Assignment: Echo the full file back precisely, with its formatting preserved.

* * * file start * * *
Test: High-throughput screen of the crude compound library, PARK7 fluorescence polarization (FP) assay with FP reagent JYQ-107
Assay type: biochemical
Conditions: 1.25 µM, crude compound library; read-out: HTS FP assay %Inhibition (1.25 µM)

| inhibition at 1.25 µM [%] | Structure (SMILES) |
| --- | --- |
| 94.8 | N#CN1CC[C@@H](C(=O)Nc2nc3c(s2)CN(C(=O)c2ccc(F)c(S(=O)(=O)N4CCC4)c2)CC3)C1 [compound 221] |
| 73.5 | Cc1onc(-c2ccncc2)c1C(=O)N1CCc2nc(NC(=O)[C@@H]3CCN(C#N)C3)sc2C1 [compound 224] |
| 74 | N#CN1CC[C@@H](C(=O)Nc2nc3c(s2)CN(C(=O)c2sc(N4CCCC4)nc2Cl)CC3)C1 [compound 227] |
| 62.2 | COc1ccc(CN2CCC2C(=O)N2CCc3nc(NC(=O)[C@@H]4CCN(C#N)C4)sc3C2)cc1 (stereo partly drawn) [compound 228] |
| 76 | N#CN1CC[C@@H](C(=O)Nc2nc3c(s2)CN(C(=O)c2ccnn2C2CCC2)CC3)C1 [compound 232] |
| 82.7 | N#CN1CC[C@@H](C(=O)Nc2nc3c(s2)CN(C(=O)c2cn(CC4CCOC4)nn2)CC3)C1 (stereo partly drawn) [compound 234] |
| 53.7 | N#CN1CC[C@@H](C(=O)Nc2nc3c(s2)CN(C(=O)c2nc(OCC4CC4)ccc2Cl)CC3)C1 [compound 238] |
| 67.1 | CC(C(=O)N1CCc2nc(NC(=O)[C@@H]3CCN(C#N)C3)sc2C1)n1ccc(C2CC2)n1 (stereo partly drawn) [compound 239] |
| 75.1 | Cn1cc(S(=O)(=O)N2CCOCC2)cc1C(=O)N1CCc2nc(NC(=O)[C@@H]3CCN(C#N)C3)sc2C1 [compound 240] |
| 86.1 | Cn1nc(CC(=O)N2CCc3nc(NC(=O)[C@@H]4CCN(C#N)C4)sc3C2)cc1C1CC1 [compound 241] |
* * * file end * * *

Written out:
Test: High-throughput screen of the crude compound library, PARK7 fluorescence polarization (FP) assay with FP reagent JYQ-107
Assay type: biochemical
Conditions: 1.25 µM, crude compound library; read-out: HTS FP assay %Inhibition (1.25 µM)

| inhibition at 1.25 µM [%] | Structure (SMILES) |
| --- | --- |
| 94.8 | N#CN1CC[C@@H](C(=O)Nc2nc3c(s2)CN(C(=O)c2ccc(F)c(S(=O)(=O)N4CCC4)c2)CC3)C1 [compound 221] |
| 73.5 | Cc1onc(-c2ccncc2)c1C(=O)N1CCc2nc(NC(=O)[C@@H]3CCN(C#N)C3)sc2C1 [compound 224] |
| 74 | N#CN1CC[C@@H](C(=O)Nc2nc3c(s2)CN(C(=O)c2sc(N4CCCC4)nc2Cl)CC3)C1 [compound 227] |
| 62.2 | COc1ccc(CN2CCC2C(=O)N2CCc3nc(NC(=O)[C@@H]4CCN(C#N)C4)sc3C2)cc1 (stereo partly drawn) [compound 228] |
| 76 | N#CN1CC[C@@H](C(=O)Nc2nc3c(s2)CN(C(=O)c2ccnn2C2CCC2)CC3)C1 [compound 232] |
| 82.7 | N#CN1CC[C@@H](C(=O)Nc2nc3c(s2)CN(C(=O)c2cn(CC4CCOC4)nn2)CC3)C1 (stereo partly drawn) [compound 234] |
| 53.7 | N#CN1CC[C@@H](C(=O)Nc2nc3c(s2)CN(C(=O)c2nc(OCC4CC4)ccc2Cl)CC3)C1 [compound 238] |
| 67.1 | CC(C(=O)N1CCc2nc(NC(=O)[C@@H]3CCN(C#N)C3)sc2C1)n1ccc(C2CC2)n1 (stereo partly drawn) [compound 239] |
| 75.1 | Cn1cc(S(=O)(=O)N2CCOCC2)cc1C(=O)N1CCc2nc(NC(=O)[C@@H]3CCN(C#N)C3)sc2C1 [compound 240] |
| 86.1 | Cn1nc(CC(=O)N2CCc3nc(NC(=O)[C@@H]4CCN(C#N)C4)sc3C2)cc1C1CC1 [compound 241] |